I love to grocery shop. It’s grounding, sensual, creative and pragmatic. In a world full of anxiety, filling my cupboards with a week’s worth of healthy meals feels like putting a carabiner in the cliff face of my life.
But I’m also a professional health-news junkie. And now my local Superfresh is a minefield.
Top priority: fresh fruits and vegetables, of course. Except that I will no longer buy commercial tomatoes. Aside from the fact that they’re tasteless, odorless and have the texture of moist sand, they’re produced by slave labor under brutally toxic working conditions that lay waste to Florida’s wetlands. (This is not remotely hyperbolic. Read the book.)
I try to buy locally grown, semi-organic, in-season produce, without bankrupting myself by insisting on Organic Everything. But lurking in the back of my mind is the knowledge that I’m almost certainly buying something that was sprayed with something poisonous by a person making starvation wages, with no civil rights and no healthcare.
On to the deli. Home of nitrate- and MSG-ridden processed meats, with bread made with toxic dough conditioners. Salami made in countries where those things are banned costs twice as much, but occasionally I buy it anyway, because my family really likes it.
People ask me all the time if I’m a vegetarian. The answer is a resounding ‘no.’ Aside from the fact that cooking vegetarian/vegan is tricky and time-consuming if you do it well, new research is continually coming to light about the value of cholesterol in brain health, the role of high-carb diets in contributing to obesity and diabetes, and the difficulty of getting necessary amino acids from a vegetarian diet.
But then Andrew Sullivan posted about about the lives of factory-farmed pigs–how they spend their entire lives in cages too small to turn around in. About the body parts that get cut off of chickens because they’re crushed into boxes too closely to avoid injuring one another, otherwise. And then there are the super-viruses which are created when we routinely pump animals full of antibiotics, and the health risks that come from eating meat and dairy full of added hormones.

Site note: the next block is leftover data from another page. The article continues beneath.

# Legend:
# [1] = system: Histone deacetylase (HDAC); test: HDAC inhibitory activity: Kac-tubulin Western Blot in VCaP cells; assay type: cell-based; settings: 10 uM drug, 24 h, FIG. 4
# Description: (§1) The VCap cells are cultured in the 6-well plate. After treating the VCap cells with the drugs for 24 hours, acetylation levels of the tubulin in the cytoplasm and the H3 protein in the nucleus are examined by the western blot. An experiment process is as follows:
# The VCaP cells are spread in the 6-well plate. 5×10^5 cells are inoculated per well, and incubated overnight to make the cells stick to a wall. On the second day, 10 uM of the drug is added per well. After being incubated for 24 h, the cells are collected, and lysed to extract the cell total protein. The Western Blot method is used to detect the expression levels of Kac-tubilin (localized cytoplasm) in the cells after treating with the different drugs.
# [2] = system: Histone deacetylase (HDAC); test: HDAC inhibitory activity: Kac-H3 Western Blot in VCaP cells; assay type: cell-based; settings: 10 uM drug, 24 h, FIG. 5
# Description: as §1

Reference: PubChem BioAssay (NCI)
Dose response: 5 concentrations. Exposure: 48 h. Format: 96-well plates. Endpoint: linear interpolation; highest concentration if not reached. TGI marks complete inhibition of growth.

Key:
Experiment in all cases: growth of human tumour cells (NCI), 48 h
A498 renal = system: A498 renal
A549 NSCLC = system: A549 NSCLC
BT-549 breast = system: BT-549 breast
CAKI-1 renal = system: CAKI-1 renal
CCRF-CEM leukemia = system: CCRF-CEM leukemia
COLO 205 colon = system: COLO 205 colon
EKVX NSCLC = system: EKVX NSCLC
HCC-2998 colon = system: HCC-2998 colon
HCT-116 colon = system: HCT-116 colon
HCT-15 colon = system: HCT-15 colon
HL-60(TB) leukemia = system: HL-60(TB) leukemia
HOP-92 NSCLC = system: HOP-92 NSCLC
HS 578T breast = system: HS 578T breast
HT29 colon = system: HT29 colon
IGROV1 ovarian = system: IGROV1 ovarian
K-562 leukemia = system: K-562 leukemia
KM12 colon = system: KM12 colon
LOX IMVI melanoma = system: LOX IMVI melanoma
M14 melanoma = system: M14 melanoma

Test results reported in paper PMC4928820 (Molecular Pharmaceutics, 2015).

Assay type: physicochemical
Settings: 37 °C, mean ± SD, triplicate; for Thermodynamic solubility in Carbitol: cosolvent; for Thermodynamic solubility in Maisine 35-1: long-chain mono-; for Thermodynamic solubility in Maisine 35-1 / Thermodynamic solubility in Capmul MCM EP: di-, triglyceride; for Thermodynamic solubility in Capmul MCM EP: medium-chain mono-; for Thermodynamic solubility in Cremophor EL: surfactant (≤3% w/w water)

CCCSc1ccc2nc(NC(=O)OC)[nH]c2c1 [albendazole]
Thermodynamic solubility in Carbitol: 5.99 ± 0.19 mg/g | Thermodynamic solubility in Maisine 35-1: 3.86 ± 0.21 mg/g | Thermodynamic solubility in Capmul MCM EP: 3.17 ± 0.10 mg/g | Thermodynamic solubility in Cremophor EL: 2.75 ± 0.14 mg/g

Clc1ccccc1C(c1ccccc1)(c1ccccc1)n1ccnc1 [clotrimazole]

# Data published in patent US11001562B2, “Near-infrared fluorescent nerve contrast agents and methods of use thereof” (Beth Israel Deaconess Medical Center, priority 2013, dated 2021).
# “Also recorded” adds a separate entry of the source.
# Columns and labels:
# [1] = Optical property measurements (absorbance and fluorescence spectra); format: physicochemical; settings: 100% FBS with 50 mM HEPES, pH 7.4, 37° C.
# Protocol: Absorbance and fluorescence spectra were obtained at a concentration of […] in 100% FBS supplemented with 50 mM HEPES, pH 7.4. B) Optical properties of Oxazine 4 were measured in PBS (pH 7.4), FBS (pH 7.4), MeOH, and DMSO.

So pork and bacon are off the list, unless I know the farmer who raised the pig. Instead of getting big packages of cheap chicken, I get small ones that claim to be humane and antibiotic-free. I get frozen seafood on sale, closing my eyes to the problems of overfishing, ocean pollution and the potential disease and toxicity of factory-farmed fish. Occasionally, wracked with guilt, I grab a steak, but I never buy frozen processed food-like objects made of ground-up gristle or Pink Slime, even when my daughter points them out.
For it is a fact of modern life that any package which bears an adorable cartoon character on it contains more than 50% sugar, high-fructose corn sweetener, artificial coloring, trans fats, and any number of other nutrition-free, metabolism-wrecking substances. When I say to my four-year-old, “No, we’re not getting that, honey, because it’s poisonous,” I am not joking. I read too freaking much.
I do not want to be a rigid, humorless hippie mom whose kid has never tasted candy. Neither do I want my child to grow up at increased risk of diabetes, heart disease, fatty liver disease, obesity, kidney disease, autoimmune disease, and mental health issues (!). The twelfth time I have to say “No, you can’t have that, because it’s got TOO MUCH SUGAR,” I start to think that these goals are mutually incompatible.
By the time we get to the eggs (cage and cruelty-free, no antibiotics or hormones), cheese, milk and yogurt (organic? Not enough money in the bank this month–or this year, or this decade), I’m exhausted. I feel like a criminal. I want to grab the grocery conglomerates by the throat and scream, “DO YOU HAVE SOULS??? WHY, THEN, WHY????” Why is it so easy to obtain food that harms your body, other people, animals and the planet, and so difficult (and expensive!) to find food that nourishes and heals?
This, then, is why I braved the suffocating claustrophobia and militaristic organizational structure of the Park Slope Food Coop for nearly a decade. This, my friends, is why I joined the Kensington Community Food Coop when I moved to Philadelphia, and why I give a 10% discount to members. Food is important. It’s what we’re made of. We HAVE to spend our money on it, and money is a powerful force for good or evil.
And we can’t put the supermarket Pandora back in the box alone.